NEW YORK ( TheStreet) -- Apple ( AAPL) has been the subject of hyper-criticism, some of it justified. But this last one, I just can't let go. I wouldn't be a good journalist if I did.

Vanity Fair contributor Bethany McLean was on CNBC discussing Apple's "demise," saying the stock could go to $200 (from $444 today). While anything is possible (she did correctly call the demise of Enron), it's more likely that $200 is in Apple's rear-view mirror, absent a stock split or a complete mismanagement by the people in charge, namely CEO Tim Cook.

Here is McLean's interview in its entirety.

First, for McLean to question the opacity of Apple's earnings power is laughable. Apple has increasingly made itself more transparent, not less. Apple now breaks down not only product revenue, but geographic sales as well.

Even if you're going to go as far as to mention Braeburn Capital, Apple's asset-management arm, as opaque, that's a weak argument. Per its 10-Q, Apple had more than $42 billion in U.S. Treasuries, over $49 billion in corporate securities and around $6 billion in money market funds and CDs. That's not exactly playing games with the company cash. In its entirety, Apple had $137.1 billion in cash and cash equivalents at the end of the quarter.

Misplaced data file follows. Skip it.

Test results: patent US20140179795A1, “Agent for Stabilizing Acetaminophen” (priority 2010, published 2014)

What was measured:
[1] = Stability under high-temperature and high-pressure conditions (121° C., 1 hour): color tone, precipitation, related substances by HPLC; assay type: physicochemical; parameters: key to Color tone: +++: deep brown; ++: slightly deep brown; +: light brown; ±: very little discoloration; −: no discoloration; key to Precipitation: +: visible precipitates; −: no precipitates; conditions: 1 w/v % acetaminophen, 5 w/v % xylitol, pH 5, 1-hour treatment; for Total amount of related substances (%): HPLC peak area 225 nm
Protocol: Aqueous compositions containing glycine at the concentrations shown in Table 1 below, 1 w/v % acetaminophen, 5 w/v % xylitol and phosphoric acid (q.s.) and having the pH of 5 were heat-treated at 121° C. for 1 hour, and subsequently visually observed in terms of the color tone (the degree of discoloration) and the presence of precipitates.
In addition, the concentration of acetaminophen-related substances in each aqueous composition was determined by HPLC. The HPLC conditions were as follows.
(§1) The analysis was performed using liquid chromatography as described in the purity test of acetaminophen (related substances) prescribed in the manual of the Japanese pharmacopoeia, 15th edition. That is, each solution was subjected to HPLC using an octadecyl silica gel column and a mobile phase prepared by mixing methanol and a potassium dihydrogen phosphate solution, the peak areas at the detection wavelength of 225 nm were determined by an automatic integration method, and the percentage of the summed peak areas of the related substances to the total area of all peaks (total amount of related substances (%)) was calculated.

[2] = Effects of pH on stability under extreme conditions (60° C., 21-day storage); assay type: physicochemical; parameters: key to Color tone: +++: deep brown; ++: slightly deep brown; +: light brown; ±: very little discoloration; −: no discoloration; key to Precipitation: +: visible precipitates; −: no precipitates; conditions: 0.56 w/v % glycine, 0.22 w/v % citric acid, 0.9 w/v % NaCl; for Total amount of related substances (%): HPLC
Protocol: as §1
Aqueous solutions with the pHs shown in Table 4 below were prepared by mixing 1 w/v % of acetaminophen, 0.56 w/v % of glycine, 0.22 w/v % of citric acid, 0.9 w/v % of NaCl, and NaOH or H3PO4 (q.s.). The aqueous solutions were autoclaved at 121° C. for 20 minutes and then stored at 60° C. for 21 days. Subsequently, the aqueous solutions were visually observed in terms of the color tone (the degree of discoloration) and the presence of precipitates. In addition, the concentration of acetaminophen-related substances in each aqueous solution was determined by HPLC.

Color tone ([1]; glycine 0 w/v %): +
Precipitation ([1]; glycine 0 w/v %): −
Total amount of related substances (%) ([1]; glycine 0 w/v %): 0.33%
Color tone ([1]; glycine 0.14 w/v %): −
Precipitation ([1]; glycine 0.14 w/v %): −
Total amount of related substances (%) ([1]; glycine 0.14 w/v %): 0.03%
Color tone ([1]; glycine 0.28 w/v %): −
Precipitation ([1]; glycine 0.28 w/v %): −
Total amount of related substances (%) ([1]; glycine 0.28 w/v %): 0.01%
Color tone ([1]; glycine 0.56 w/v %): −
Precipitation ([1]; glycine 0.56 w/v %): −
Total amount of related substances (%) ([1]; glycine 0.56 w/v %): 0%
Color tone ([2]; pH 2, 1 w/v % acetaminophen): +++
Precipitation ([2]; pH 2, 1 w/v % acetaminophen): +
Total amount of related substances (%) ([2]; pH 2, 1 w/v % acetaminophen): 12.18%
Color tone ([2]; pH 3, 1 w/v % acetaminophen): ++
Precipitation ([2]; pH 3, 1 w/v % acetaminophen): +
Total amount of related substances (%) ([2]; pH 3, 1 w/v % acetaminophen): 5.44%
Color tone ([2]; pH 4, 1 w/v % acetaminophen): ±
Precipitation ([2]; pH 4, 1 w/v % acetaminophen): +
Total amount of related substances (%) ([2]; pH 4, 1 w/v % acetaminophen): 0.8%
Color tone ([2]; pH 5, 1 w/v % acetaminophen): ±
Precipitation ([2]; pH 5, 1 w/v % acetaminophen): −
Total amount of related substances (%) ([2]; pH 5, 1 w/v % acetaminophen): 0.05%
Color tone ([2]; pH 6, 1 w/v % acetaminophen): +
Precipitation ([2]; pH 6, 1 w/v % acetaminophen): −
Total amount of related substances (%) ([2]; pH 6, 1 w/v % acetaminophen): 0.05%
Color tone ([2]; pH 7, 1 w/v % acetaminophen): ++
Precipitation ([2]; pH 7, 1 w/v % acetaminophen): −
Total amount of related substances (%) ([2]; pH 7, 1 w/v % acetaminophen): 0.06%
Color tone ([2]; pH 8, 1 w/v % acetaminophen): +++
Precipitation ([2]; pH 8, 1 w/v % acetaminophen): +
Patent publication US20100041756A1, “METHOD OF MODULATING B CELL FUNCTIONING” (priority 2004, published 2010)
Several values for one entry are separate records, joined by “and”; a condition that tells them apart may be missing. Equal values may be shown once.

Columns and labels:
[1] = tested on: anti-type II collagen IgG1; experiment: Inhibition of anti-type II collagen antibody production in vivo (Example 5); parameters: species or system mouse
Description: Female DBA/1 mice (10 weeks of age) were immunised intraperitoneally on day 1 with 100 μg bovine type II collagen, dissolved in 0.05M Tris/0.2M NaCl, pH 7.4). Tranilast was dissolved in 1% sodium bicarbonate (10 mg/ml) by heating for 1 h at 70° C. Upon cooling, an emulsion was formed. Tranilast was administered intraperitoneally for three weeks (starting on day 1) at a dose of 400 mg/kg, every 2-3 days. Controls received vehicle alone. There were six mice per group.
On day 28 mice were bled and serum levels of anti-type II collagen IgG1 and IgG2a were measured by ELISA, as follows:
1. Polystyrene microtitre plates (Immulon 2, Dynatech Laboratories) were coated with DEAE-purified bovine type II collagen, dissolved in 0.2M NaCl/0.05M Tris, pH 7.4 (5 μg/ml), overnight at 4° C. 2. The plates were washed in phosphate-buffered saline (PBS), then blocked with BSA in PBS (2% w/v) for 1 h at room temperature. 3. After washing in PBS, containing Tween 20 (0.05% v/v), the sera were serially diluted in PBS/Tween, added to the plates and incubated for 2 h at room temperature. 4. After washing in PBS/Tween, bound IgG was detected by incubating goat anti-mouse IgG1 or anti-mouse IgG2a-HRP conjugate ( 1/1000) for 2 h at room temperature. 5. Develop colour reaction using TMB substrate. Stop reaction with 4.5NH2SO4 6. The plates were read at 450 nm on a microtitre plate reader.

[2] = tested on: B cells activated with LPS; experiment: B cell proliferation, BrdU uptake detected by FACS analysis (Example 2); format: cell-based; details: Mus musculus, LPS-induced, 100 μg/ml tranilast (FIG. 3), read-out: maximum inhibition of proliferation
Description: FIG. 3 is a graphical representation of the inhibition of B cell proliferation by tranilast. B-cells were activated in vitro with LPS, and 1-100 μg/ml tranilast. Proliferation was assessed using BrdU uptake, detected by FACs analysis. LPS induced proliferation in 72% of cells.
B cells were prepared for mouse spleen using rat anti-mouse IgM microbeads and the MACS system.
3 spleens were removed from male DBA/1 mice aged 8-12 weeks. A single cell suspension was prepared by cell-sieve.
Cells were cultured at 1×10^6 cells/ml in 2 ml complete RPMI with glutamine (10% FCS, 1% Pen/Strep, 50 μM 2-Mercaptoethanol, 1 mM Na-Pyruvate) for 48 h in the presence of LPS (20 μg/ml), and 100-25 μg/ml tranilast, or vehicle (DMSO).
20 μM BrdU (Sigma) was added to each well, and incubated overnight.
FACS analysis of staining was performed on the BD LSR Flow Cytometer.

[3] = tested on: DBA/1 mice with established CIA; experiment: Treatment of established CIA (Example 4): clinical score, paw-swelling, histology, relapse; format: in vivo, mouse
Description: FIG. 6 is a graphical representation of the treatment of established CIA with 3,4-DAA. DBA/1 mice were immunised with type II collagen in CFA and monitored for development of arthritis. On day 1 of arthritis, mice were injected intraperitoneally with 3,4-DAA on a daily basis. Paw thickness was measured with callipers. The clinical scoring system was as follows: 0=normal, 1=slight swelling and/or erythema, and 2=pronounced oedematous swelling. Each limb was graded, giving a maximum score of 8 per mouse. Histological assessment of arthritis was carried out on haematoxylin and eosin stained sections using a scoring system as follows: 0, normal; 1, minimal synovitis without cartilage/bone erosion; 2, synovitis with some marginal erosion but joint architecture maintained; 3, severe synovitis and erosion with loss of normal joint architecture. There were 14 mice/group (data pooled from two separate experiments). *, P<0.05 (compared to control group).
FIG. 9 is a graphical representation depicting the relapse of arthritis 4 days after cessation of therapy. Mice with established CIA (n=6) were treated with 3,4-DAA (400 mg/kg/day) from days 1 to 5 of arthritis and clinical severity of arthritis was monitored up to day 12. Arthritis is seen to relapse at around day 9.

McLean describes Apple as " b asically it's a phone company with a few other businesses." McLean is correct in the sense that the iPhone does account for most of Apple's revenue. Last quarter, the iPhone accounted for 56.5% of Apple's $54.5 billion in revenue. However, to suggest it has just a few other businesses is ignoring facts. I guess the 19.5% of quarterly revenue the iPad generated doesn't mean anything. You are entitled to your opinion, but not your own facts.

Apple: A Great Company, for Now a Toxic Stock

She then notes that hedge fund managers and young kids are increasingly buying the Samsung Galaxy S III. I guess she didn't see the independent numbers from Strategy Analytics. Not one, but two, Apple iPhones beat out the Galaxy S III in the most recent quarter.

To suggest a $200 share price would mean that Apple's revenue growth -- which was 17.6% in its most recent quarter, or 27% if you take out last year's extra week -- is about to collapse. While anything is possible, I can't imagine that happening, especially with Apple's loyal legions of fans and growing customer base around the world as it enters new countries.

Yes, the Galaxy S III has made inroads in North America, with the Android operating system owning 54.3% of the market, per comScore. Again, Apple comes out on top with mobile subscribers, with 36.3% of the market versus Samsung's 21%. To suggest Apple is "holding on to women in the developed world" is bizarre.

At the end, McLean hedges, saying Apple could come out of nowhere with a new product, as it has under different management. There have been rumors that Apple is working on an iWatch, and the oft-rumored Apple television. Last I checked, Tim Cook was the CEO, not Steve Jobs. Under Cook, Apple has released some incredible products, including the iPhone 5, iPad mini and iMac, among others.

To go on television and say Apple is as likely to see $200 as $1,000 when the company has $145/per share in cash (and growing, though that's a problem for some), is a poor assessment. It's sensationalism at its worst because people's money is at stake.

-- Written by Chris Ciaccia in New York

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